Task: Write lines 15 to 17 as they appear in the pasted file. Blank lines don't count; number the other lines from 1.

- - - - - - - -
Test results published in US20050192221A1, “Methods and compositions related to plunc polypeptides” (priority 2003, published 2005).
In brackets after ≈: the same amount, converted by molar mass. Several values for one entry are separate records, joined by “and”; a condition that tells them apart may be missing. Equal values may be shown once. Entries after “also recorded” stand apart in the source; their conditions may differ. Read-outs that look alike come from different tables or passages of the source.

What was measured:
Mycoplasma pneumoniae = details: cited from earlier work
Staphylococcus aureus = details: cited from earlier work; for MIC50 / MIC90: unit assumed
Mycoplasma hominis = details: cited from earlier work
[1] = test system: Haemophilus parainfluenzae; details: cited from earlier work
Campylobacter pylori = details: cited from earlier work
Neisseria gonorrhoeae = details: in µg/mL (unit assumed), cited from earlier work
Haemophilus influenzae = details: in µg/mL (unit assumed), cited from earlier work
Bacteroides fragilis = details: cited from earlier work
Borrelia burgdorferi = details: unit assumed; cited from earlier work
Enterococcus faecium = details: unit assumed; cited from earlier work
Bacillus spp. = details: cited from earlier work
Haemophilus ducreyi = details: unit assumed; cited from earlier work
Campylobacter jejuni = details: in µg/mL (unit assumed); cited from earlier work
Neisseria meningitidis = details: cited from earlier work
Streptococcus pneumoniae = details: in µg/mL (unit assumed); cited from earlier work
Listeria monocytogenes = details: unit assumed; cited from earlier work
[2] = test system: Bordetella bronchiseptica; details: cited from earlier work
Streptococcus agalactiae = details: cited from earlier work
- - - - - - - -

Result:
Haemophilus ducreyi = details: unit assumed; cited from earlier work
Campylobacter jejuni = details: in µg/mL (unit assumed); cited from earlier work
Neisseria meningitidis = details: cited from earlier work